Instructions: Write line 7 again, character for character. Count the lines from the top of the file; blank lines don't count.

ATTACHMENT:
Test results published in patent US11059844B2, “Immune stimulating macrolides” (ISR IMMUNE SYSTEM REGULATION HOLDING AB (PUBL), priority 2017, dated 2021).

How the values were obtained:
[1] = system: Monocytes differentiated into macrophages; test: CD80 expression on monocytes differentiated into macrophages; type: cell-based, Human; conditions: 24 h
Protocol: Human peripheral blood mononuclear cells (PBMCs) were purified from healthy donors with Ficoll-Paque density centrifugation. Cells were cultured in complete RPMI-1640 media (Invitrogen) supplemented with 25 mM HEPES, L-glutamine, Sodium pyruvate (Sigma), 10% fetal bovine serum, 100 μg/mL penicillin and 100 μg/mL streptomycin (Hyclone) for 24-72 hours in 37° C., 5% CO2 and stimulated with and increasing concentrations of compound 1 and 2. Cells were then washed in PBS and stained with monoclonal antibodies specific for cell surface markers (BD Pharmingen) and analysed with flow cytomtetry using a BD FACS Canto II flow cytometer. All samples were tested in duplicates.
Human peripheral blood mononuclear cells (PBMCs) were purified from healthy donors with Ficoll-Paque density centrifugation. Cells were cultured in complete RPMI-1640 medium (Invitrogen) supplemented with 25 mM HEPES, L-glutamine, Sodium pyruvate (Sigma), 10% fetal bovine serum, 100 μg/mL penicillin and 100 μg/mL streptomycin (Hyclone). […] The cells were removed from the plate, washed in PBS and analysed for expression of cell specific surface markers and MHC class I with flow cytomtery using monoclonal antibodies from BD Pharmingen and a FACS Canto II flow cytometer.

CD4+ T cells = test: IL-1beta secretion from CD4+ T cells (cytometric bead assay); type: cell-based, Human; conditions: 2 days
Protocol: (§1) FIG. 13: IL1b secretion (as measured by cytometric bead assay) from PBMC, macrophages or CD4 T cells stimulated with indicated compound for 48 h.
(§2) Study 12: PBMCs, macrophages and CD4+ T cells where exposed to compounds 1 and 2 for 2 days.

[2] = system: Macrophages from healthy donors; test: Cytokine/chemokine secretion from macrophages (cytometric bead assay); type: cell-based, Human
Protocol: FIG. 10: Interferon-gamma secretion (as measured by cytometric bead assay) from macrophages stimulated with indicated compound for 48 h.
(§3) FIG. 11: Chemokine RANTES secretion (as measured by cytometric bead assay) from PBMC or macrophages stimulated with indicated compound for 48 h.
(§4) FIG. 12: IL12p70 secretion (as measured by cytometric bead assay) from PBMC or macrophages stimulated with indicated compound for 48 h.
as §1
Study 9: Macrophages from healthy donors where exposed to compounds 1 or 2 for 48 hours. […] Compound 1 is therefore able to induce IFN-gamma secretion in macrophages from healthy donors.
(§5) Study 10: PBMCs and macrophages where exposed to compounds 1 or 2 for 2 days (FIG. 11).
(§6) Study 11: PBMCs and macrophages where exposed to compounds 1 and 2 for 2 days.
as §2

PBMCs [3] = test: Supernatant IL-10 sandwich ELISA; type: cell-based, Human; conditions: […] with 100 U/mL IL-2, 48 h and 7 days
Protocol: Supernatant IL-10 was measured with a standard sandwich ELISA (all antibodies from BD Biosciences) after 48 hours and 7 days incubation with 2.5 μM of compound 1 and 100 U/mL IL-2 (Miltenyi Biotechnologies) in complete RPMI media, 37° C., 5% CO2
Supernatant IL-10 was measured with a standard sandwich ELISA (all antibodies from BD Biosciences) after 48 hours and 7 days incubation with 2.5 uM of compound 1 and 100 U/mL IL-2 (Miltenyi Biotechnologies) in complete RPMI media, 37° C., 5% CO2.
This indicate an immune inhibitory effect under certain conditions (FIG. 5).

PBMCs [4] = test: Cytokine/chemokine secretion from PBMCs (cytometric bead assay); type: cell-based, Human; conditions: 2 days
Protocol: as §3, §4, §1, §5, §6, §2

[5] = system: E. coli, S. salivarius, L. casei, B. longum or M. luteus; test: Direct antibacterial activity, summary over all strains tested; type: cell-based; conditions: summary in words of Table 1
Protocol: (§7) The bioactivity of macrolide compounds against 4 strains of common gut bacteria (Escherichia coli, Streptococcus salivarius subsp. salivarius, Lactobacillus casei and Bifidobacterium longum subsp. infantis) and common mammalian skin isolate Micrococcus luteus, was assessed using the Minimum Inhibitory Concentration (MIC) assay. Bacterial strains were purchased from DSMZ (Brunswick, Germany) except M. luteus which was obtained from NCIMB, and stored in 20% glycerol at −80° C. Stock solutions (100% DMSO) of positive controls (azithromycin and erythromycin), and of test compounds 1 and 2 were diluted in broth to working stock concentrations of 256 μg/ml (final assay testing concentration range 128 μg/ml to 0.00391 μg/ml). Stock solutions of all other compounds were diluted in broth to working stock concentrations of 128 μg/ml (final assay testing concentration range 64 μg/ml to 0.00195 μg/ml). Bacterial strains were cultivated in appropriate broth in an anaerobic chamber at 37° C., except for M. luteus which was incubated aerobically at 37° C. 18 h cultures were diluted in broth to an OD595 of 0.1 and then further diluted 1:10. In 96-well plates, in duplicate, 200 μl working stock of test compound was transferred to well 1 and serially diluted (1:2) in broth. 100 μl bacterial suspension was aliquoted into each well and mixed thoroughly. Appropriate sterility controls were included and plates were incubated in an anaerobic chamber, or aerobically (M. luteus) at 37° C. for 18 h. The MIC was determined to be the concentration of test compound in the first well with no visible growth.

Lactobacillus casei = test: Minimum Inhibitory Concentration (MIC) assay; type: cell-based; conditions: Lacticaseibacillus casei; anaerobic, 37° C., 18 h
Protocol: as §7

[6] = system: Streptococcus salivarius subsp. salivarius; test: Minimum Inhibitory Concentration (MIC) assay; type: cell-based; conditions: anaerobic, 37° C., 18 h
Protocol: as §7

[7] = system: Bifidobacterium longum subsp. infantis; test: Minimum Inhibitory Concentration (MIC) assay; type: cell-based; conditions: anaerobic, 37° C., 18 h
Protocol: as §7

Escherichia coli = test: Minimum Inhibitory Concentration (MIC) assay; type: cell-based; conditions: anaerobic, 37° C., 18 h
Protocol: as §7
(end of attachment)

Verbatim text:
Protocol: (§1) FIG. 13: IL1b secretion (as measured by cytometric bead assay) from PBMC, macrophages or CD4 T cells stimulated with indicated compound for 48 h.